These success stories are incredibly rare. The rigid practice environment of the Korean LoL scene facilitated both CoreJJ and Ambition’s role swaps in a way that’s unique to the region. For YellOwStaR, moving to a cerebral role such as support during a time when Fnatic was fielding a lot of young talent helped him realize his potential as a leader and shot caller despite never becoming mechanically proficient at the role.

When you look at more recent stories of role-swapping, like Golden Guardians’ Choi “Huhi” Jae-hyun and Yuri “Keith” Jew from mid lane to support and ADC to support respectively, you’ll see that these players don’t typically go on to become the best. It helps to have good teammates and a good organization when making these sort of switches. But more importantly, there’s a reason why role-swaps in major regions are few and far between. It’s quite possibly one of the greatest risks that a pro could undertake within the span of their career. Role swaps risk a players personal brand and market value as a player. Not to mention the potential loss of years of investment into their own growth.

The Gold Standard

G2 GrabbZ Role Swap

G2 coach GrabbZ was famous for his odd drafts all across the board, enabling Perkz to play more unexpected picks. (Photo courtesy Riot Games)

There are key factors in how a player like Perkz found so much success. For starters, the state of the game at the time of Perkz’s transition, along with the support staff available to him, encouraged experimentation.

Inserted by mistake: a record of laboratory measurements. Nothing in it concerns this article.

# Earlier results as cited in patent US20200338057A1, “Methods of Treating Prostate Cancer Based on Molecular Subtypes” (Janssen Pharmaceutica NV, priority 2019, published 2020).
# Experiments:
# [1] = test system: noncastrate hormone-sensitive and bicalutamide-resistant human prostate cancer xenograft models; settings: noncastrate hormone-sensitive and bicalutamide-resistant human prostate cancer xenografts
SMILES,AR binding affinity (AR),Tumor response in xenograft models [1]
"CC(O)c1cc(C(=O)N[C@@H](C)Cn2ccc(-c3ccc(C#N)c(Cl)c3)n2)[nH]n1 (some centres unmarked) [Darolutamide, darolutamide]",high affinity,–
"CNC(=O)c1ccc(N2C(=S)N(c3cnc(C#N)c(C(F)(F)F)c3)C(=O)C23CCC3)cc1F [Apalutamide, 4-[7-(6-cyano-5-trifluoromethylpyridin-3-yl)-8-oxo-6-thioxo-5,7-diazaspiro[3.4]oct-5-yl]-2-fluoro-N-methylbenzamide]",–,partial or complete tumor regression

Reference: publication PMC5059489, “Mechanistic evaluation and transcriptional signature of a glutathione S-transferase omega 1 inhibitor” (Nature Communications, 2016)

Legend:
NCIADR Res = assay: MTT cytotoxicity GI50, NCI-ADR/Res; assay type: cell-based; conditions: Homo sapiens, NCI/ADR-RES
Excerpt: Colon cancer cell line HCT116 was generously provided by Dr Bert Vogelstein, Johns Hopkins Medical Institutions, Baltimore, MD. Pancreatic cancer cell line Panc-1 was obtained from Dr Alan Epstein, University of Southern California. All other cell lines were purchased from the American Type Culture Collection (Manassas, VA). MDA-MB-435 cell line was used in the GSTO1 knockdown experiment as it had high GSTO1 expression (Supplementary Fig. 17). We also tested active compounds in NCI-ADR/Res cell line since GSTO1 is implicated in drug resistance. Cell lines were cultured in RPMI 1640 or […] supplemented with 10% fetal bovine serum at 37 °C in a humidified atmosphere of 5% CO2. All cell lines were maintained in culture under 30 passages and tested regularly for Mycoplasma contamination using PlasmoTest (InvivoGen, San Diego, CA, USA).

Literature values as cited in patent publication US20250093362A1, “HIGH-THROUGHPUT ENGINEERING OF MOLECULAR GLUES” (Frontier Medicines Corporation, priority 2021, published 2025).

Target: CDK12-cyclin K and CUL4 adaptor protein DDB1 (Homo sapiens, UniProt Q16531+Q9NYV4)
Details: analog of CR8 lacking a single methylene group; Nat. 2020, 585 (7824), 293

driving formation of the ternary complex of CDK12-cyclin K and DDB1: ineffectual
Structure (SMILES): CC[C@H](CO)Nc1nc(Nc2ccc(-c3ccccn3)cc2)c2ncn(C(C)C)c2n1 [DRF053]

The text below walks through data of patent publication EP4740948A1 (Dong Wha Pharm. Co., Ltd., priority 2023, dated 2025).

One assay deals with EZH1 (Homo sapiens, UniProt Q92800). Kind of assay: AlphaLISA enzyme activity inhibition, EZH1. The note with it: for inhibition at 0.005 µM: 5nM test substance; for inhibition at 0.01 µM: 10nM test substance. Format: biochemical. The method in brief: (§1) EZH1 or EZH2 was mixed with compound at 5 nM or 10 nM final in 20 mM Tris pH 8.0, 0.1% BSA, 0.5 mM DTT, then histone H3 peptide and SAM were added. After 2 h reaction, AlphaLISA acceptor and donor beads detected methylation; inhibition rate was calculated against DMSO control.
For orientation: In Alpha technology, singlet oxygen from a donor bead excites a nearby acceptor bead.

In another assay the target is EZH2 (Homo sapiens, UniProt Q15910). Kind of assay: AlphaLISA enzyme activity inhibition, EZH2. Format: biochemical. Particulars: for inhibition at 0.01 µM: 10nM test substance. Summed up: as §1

Perkz didn’t immediately show stellar results on traditional marksmen right out the gate in 2019. Luckily for him, mages and melee carries had slowly trickled their way into the bot lane towards the end of Season 8. Additionally, with Heimerdinger being the most prominent pick. Because of their potency, Perkz was willing to venture into territory that his bot lane competitors weren’t. He was then able to introduce more mages from his mid lane pool into the bot lane.

On top of that, G2 coach Fabian “GrabbZ” Lohmann was famous for his odd drafts all across the board. This enabled Perkz to have more and more freedom to play unexpected picks like Yasuo, Zoe, Syndra, and more. Having his team behind him and willing to support his strengths and weaknesses in the role by making up for them in unconventional drafts (like running kill-lanes bot and supportive champions on the top half of the map) created the ideal environment for him to come into his own.

We probably won’t see another Perkz or CoreJJ or Ambition story for a while. That only stands as a testament to how difficult a task it truly is to swap roles. And it’s even harder when a player is at the height of their career. Perhaps as the fundamentals of the game continue to change with each season, and competition gets closer and closer within regions, more players will take this avenue to stand out and make a name for themselves.

*Originally published on May 29, 2020

Nick Ray

Nick Ray

Nick is a Richmond based writer and pianist with a passion for League of Legends and esports dating back just far enough to say he was into it before it was cool. When he's not consuming massive amounts of League content, grinding out ranked games, or walking his dog, he's quite possibly asleep.